From Lenin's face watching over the abandoned room...
... to the sad majesty of interior sand dunes that may as well be burial mounds.
The result, as evident in the images above, is a form of tragic "magical" realism, of the ruins now entering into contact once more with Nature, succumbing to deep ecological time. A description early in Maurice Dantec's 2005 Cosmos Inc. (about which a much larger reading of post-apocalypticism is deserved) sums up this tendency acutely:
Nature may have been pushed aside by ecoglobal planning, but human cities are turning back into jungles: half-petrified virgin forests in the stagnant water of this unified human world, barely distinguishable from what remains of the natural wilderness around them, or from the out-of-control efflorescence running riot in the deserted streets, the silent highways; the empty buildings, shopping centers, and subway stations.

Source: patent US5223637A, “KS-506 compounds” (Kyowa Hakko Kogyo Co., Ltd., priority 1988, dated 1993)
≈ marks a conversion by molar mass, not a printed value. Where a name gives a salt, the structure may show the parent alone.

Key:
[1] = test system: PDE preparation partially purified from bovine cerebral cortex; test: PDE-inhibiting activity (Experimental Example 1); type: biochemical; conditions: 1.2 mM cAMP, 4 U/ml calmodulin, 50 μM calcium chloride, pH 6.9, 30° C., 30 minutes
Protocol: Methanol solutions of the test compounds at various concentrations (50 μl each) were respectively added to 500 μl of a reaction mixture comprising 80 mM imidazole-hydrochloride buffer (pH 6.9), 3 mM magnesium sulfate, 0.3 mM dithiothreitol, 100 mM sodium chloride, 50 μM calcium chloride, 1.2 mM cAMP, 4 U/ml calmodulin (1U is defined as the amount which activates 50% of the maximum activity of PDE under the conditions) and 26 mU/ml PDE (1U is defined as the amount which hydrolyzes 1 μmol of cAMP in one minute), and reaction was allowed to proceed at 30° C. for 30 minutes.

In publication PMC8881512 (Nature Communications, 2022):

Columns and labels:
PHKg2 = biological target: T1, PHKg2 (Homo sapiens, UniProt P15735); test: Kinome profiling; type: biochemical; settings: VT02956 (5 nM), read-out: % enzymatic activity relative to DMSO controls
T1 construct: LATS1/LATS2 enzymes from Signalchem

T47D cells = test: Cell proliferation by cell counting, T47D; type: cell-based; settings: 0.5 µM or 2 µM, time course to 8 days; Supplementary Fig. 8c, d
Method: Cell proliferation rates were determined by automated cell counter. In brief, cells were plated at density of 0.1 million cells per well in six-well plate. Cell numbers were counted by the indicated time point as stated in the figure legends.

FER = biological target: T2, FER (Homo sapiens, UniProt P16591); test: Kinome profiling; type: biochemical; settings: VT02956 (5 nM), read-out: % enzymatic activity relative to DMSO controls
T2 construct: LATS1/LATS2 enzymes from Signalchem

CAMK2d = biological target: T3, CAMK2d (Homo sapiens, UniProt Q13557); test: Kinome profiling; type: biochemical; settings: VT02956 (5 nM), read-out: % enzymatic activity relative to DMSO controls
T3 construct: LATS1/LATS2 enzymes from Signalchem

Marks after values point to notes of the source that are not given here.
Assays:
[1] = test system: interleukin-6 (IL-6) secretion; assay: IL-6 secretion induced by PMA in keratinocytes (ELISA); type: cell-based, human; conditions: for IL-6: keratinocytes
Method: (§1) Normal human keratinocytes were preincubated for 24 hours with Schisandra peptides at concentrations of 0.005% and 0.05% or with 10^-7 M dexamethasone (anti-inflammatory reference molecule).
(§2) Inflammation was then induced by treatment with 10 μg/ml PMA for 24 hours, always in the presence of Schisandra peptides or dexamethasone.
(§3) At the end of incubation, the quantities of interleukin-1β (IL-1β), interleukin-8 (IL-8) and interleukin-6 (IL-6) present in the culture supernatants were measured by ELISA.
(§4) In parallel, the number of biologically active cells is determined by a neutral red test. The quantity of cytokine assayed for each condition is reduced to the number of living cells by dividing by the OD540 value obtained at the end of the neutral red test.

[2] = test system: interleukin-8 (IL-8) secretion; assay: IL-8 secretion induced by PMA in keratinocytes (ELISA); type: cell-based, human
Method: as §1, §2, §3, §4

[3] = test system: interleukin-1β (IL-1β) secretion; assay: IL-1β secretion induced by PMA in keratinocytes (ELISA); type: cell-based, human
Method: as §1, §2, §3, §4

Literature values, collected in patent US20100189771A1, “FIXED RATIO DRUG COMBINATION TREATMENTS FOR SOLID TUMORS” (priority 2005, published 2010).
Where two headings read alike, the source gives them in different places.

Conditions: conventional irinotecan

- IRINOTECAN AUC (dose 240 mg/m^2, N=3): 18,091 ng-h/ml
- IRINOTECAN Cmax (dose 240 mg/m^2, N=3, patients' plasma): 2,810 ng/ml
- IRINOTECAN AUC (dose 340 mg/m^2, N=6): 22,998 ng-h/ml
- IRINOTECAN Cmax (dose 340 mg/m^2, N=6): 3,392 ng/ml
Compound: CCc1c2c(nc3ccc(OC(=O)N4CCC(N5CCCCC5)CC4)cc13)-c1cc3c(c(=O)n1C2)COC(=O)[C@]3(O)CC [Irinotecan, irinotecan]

In these dead cities, cities abandoned by men, nature has become savage again, escaping the automated cycles and engineers of geo-global planning. It is the last vestige of liberty left by technology to the world of Homo sapiens. It does not lack a certain tragic beauty.
We might think here again of the function of the dream-image thinking its utopian future, shedding off the accrued material of the recent past and sliding back toward the impossible time "before it all went bad." The location of liberty in the site, and mode of sight of, the after-city is, at best, the sort of doomed nostalgia epitomized by anarcho-primitivists (and the highly conservative, survivalist, blood and soil, reversing the course of history ending of Wall-E), and, at worst, a form of Hegelian logic distorted beyond recognition: the naked ape (or two self-consciousnesses, to be precise) encounter in the forest, to be mediated and navigated into the master-slave relation, instead writ species wide, the fantasy of the human race confronting itself in mortal combat.